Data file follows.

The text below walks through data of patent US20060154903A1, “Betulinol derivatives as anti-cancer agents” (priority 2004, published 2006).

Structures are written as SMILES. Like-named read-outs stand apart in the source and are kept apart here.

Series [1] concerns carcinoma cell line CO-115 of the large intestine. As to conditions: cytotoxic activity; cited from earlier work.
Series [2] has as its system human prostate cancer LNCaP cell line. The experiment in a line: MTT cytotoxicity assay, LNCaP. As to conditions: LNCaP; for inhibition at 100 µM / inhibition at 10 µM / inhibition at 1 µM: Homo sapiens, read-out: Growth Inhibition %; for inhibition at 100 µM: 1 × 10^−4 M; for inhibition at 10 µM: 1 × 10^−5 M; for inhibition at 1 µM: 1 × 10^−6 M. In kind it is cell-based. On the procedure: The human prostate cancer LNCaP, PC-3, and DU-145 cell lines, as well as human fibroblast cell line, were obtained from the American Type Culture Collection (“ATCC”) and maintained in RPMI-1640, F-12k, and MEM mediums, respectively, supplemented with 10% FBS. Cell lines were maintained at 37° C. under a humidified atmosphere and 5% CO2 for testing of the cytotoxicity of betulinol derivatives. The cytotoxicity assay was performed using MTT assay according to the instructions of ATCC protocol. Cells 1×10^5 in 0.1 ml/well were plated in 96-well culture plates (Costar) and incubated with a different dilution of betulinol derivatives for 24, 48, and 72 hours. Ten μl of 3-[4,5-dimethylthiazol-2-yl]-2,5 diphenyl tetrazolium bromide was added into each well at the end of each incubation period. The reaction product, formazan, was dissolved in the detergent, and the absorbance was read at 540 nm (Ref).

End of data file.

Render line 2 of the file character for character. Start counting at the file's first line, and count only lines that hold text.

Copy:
Structures are written as SMILES. Like-named read-outs stand apart in the source and are kept apart here.